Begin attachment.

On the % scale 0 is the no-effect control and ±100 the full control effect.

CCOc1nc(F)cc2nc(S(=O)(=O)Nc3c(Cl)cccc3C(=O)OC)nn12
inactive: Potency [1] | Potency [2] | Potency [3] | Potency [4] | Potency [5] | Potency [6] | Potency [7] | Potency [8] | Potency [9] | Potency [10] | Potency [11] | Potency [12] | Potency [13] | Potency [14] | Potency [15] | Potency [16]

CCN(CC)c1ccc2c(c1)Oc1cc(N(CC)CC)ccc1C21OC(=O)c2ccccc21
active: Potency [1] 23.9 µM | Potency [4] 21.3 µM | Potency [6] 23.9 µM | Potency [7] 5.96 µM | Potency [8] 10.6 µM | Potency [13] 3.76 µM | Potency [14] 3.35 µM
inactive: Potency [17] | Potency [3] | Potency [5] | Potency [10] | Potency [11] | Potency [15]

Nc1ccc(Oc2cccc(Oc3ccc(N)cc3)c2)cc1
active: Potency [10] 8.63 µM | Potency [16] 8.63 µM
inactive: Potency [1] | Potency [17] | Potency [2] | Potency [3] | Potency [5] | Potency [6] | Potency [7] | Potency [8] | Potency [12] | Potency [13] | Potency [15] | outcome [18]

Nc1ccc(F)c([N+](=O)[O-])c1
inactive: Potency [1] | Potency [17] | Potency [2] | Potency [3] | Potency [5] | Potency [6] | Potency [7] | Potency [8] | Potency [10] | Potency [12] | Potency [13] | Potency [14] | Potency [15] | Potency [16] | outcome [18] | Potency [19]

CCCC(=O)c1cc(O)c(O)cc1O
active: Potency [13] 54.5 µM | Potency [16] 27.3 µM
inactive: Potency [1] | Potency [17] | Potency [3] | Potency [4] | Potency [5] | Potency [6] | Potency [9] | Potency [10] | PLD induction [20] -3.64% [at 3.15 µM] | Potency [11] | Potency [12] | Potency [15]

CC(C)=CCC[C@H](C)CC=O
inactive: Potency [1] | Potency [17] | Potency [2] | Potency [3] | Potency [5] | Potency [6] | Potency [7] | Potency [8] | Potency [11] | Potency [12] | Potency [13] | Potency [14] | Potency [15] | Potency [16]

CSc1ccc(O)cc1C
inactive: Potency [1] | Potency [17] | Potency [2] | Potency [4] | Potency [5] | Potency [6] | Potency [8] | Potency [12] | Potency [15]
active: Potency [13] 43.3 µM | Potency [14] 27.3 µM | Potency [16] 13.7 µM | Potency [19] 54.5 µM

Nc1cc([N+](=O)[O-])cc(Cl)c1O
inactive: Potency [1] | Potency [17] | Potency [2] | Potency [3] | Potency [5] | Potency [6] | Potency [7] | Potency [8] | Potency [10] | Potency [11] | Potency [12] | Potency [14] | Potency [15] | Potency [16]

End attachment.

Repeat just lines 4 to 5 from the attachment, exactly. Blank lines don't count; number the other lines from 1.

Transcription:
CCN(CC)c1ccc2c(c1)Oc1cc(N(CC)CC)ccc1C21OC(=O)c2ccccc21
active: Potency [1] 23.9 µM | Potency [4] 21.3 µM | Potency [6] 23.9 µM | Potency [7] 5.96 µM | Potency [8] 10.6 µM | Potency [13] 3.76 µM | Potency [14] 3.35 µM